I thought Mr. Mangat’s schedule makes sense and allows him to manage all his different social media contacts well. I don’t have many social media outlets (yet; we’ll see at the end of the semester!) I can understand how it might overwhelm someone. E-mail does have that capacity. I manage e-mail by doing a few things:

  • I check e-mail only every few hours, rather than constantly. Nothing is that critical that needs immediate attention.
  • I turned off the e-mail notification (both sound and visual) so I’m not tempted to check an e-mail when it first comes in.
  • I use Thunderbird and make use of the Tags feature, which allows me to color code message, then sort and organize. If I am looking for a pending e-mail on academic honesty, for example, I just click a button and all the orange-colored e-mails come up.
  • Once I’m finished with an e-mail, I file it, so what’s left in my in-box is only the pending items, not everything I’ve ever received. I try to keep my in-box to 100 e-mails or less. (A colleague has 3200 e-mails in her box. I guess it works for her, but that would stress me out immensely.)

I belong to a couple of listservs (hosted by Yahoo) and have arranged to get the “digest” version of the postings. Rather than receiving each post as a separate -mail I  get one e-mail a day with all the individual posts listed together and grouped based on the original post . That way I can scan through and skip an group of postings that I’m not interested in and I only have to delete one e-mail (the daily digest) rather than each individual message. It also keeps my inbox less full.

When I find website I like or need, I bookmark it and organize them all in files and subfiles. Now that I know about Diigo, though, I’m going to start using that, because I’ve had many an instance when I’ve been on my work computer and wanted something I bookmarked on my personal computer and vice versa.
As Prof. Timins noted, understanding the source of your information and the credibility of the source is important. Stanford University (a very credible .edu, I’d say) gives good suggestions on creating a trustworthy website here. Number 10 on the list is an important one – even typographical can effect the perceived quality of a site. If the authors can’t spell or aren’t double-checking their work, how accurate is all the material on the site?

Mr. Thompson’s article on cyborgs, and his reference to Deep Blue reminded me of a similar project IBM did a few years ago with Jeopardy and WATSON, a computer who easily defeated the two highest players who amassed the most money as Jeopardy champions. An interesting watch:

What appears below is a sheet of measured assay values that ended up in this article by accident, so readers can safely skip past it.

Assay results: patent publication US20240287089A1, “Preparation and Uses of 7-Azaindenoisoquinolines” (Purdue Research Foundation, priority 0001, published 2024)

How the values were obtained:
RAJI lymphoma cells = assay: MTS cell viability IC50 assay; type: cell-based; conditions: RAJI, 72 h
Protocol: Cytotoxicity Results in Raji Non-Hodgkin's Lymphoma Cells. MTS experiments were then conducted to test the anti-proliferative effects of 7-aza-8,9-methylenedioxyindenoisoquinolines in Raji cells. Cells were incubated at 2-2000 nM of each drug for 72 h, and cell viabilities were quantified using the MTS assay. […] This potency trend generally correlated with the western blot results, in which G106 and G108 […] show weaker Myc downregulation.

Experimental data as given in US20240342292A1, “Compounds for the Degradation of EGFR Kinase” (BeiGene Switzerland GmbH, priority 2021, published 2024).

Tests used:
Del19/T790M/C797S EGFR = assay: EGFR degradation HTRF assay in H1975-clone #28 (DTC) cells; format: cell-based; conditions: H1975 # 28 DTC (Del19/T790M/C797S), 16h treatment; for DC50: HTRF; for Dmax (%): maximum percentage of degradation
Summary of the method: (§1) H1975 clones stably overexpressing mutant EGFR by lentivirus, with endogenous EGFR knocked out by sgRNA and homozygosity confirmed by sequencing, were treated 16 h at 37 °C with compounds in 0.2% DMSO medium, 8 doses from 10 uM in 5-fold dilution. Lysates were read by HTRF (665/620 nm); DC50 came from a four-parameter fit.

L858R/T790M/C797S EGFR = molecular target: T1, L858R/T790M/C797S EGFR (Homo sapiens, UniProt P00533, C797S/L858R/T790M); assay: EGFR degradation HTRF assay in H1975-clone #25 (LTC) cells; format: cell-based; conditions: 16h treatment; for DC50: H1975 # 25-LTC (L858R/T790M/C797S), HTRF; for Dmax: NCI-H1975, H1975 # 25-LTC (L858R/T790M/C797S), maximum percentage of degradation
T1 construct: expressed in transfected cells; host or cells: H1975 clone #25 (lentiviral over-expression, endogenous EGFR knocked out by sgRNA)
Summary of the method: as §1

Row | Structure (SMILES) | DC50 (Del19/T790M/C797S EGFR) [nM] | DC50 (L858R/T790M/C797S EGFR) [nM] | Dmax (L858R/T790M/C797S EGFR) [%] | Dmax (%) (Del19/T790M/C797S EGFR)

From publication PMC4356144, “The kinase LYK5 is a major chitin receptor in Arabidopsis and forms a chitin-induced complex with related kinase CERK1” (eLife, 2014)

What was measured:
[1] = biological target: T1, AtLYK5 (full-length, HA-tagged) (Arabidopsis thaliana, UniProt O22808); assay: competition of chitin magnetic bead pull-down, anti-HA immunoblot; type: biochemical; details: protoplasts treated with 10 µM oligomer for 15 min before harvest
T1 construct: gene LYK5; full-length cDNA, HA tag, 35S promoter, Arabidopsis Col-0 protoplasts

WATSON wasn’t just for fun, though. The purpose if WATSON is explained very nicely at www.ibmwatson.com

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FERPA Statement

Personal FERPA statement

I, Michael Fernbacher, understand and accept that some of my academic work for EDUC 439/639 (taken in Fall semester 2012) will be published on the open web and that this work will be located at  http://openteaching.ud-css.net/.

Unless content put up can potentially damage my online reputation, I also pledge to leave it online until at least December 21, 2012, the end of the fall semester.

Under those terms, I waive parts of my FERPA-granted rights for the purpose of exploring social media and web 2.0, excluding private conversations with colleagues and course grades.

Adapted, with permission,  from: https://docs.google.com/document/d/1kjOrY14LQPm8XQNzU9Qvnhv7qiKeq_afDYltsiTCuFE/edit?pli=1

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Course Expectations

I am hoping to gain a better understanding of what roles social media can play in the educational process and how they might be integrated into the conduct process (without violating students’ FERPA-protected right to privacy of their conduct – i.e. educational – records).

My perception of social media (Facebook, primarily, but others like LinkedIn, Twitter and others we will hopefully learn about in this course) is that they are mostly just that – social outlets.  I do admit that I have avoided all the above-mentioned social media sites, despite the numerous requests from people using them, because of A) my belief that most social media sites are simply a way to procrastinate and B) hearing stories of the outrageous things posted on these sites and how some may have negatively affected those involved. I hope to understand how to make the best use of the positive and educational aspects of social media sites without encountering any of the negative aspects.

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Some Information About Me

I am just beginning my doctoral studies in Educational Leadership. I completed a Master’s degree (in Student Affairs Practice/College Counseling) at UD in 1999, then began working here that same year. Since 2002, I have been a member of UD’s Office of Student Conduct, where I have primary responsibility for overseeing conduct cases generated from the Residence Life staff (as you might expect, a lot of alcohol violations, but other policies as well, such as drugs, violence, noise, etc.), faculty (academic honesty) and, occasionally IT (Digital Millennium Copyright Act violations.)

For more information about me, please visit my about.me site at http://about.me/mikefern.